Siemens cutting 4,500 jobs amid energy business drop

By Editor


German industrial group Siemens has announced that it is cutting an additional 4,500 jobs across its global operations.

The latest decision has been brought about as weak demand and a drive for more renewable power have affected the energy businesses of Siemens which account for about 40 percent of its sales.

Further, sluggish economic growth in major markets of the company has led to a drop in infrastructure spending, affecting its business.

The current downsizing takes the number of jobs cut by Siemens since last December to 13,100, which is about 4 per cent of the company’s workforce.

Last September the company had announced plans to cut 15,000 jobs across operations as part of its restructuring plan.

Of these, 5,000 jobs were to be cut in Germany. Similar measures could follow as Siemens CEO Joe Kaeser seeks to achieve savings of 1 billion euros by next year.

Siemens has not revealed details of its underperforming businesses. It has stated that it preferred to deal with the problems in private and announce the results later.

According to a report, though, mechanical drives, compressors and transformers were among the poorly performing businesses of the company.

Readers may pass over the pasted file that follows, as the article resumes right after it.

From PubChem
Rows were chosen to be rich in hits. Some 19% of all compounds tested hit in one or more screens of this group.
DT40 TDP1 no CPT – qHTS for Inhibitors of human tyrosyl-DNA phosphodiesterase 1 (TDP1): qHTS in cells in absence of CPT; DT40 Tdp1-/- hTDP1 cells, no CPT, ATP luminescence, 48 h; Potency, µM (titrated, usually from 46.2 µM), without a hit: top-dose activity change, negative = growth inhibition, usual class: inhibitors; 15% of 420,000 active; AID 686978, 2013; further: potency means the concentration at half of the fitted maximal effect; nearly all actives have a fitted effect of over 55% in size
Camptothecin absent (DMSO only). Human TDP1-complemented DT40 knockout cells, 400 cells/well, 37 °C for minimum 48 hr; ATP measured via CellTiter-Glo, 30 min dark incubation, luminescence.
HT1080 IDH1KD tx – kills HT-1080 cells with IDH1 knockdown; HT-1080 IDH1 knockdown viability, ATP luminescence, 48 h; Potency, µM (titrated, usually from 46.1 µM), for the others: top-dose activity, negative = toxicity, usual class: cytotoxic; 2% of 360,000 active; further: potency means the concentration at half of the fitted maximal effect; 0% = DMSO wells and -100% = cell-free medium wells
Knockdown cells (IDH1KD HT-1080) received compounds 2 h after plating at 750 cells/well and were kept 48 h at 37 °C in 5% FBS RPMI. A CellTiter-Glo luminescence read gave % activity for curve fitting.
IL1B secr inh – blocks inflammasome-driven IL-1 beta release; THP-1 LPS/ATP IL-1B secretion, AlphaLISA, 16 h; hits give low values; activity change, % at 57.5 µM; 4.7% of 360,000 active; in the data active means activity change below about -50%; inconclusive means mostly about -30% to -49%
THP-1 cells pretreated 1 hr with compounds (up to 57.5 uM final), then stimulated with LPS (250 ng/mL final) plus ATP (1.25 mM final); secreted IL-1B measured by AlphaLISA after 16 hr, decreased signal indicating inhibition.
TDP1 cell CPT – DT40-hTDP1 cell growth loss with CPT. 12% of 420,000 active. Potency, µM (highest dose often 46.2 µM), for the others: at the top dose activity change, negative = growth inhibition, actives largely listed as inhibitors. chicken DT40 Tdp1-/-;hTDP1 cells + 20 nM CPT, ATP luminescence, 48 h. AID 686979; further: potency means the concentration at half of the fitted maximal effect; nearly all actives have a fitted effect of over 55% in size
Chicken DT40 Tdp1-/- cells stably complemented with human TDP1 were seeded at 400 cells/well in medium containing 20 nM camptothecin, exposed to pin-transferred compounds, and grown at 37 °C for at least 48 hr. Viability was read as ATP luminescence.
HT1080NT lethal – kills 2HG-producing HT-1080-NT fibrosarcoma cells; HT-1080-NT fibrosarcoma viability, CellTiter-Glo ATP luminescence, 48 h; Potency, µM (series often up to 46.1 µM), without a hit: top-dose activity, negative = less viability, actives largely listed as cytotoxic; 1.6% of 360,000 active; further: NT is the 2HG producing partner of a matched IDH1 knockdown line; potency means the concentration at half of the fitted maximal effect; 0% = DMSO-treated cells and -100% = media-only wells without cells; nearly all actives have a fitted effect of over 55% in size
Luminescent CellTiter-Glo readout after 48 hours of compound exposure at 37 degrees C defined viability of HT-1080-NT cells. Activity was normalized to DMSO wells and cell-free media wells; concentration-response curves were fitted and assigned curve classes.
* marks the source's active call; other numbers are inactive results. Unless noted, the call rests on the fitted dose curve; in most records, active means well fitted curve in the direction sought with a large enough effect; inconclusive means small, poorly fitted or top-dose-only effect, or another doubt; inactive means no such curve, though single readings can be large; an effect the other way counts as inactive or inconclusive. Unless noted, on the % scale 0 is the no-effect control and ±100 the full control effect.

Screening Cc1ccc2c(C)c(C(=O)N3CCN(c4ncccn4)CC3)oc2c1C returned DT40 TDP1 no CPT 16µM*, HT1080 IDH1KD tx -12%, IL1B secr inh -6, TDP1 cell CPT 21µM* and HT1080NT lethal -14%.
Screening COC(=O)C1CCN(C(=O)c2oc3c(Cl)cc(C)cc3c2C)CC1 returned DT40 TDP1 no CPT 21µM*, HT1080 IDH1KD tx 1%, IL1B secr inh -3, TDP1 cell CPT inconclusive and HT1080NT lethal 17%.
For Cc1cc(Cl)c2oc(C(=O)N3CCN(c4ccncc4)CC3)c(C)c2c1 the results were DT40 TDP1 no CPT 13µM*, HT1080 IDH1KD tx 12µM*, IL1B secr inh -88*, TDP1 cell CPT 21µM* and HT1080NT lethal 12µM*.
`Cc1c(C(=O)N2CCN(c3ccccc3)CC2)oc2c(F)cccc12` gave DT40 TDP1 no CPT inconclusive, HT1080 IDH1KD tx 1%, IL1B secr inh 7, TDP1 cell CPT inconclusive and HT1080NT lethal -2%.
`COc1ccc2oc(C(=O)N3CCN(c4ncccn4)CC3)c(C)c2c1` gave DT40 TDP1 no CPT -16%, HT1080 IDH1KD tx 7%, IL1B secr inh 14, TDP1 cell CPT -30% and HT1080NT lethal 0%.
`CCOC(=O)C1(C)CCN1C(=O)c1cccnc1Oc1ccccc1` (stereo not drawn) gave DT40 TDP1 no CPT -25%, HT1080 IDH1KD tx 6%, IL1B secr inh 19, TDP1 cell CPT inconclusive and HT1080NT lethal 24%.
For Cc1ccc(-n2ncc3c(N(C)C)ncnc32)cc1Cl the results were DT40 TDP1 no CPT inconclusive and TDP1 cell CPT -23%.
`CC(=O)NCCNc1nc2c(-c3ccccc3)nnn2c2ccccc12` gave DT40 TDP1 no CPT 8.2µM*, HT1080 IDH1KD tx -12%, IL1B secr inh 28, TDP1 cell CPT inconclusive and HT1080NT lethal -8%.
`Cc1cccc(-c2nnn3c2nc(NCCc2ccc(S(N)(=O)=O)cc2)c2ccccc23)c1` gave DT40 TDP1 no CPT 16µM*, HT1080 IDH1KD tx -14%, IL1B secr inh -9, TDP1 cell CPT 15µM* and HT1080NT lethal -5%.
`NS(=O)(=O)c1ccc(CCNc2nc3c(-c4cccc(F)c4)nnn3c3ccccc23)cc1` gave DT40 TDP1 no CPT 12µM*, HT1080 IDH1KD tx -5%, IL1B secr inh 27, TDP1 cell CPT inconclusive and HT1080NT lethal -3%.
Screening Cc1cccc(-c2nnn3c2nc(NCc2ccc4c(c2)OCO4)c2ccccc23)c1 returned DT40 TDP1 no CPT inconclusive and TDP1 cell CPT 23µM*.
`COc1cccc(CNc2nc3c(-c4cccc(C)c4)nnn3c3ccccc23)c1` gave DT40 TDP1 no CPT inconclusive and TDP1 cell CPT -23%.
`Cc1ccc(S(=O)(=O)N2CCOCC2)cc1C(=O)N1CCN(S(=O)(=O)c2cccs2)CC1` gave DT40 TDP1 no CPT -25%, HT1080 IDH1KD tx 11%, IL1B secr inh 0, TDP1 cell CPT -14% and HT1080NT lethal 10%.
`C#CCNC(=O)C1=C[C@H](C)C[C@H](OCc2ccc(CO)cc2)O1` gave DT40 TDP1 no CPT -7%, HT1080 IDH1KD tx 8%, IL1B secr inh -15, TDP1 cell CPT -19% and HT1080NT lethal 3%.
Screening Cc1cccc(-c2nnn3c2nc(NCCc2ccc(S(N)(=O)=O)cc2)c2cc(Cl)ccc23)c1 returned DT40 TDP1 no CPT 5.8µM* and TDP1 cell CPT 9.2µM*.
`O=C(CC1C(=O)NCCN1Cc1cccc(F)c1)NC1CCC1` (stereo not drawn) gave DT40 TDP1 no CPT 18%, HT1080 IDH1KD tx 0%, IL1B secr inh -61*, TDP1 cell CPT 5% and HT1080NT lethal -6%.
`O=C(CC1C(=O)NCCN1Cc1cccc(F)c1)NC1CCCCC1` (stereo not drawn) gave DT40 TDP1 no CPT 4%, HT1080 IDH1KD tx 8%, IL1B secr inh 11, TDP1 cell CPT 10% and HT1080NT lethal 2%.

Siemens had earlier announced it was cutting 7,400 jobs after the company’s profits in its industrial businesses dipped by 5 percent during the first quarter.

At present the company employs about 340,000 people worldwide, including about 115,000 in Germany.

While the company has not disclosed the geographical distribution of its latest austerity measure, some reports suggest 2,200 jobs could be cut in Germany alone.

Kaeser, the CEO, has been under pressure from investors to cut costs after he decided to spend $7.6 billion to acquire US oil and gas equipment specialist Dresser-Rand.

He hopes to make the company competitively profitable alongside rivals General Electric and ABB through such cost cutting measures.

Siemens was targeting 10-11 percent of profit margin from its key industrial businesses this fiscal. But it fell to 9 percent in the first quarter from 10.3 percent a year before.

General Electric achieved 14.6 percent industrial margin and ABB showed 13.5 percent operating margin for the same period.

Even while jobs are being cut, Kaeser has also decided to retain underperforming businesses, which account for $16.9 billion of Siemens’ business. They would be in sales but with zero profit.

As part of the restructuring, Siemens had also started to hive off its healthcare business and recently fired a host of senior managers.

The going has been tough for Siemens’ power and gas division as it has had to cope with factors including regulatory changes, massive price erosion, aggressive competitors and regional overcapacities.

The company has expressed hope that it would attain at least the lower limit of its targeted industrial profit margin of 10-11 percent supported by the new cuts.

Siemens retains some hope for the coming quarters as it anticipates market conditions in China and the United States to improve in the second half of the fiscal.

Ajith Kumar S

[email protected]

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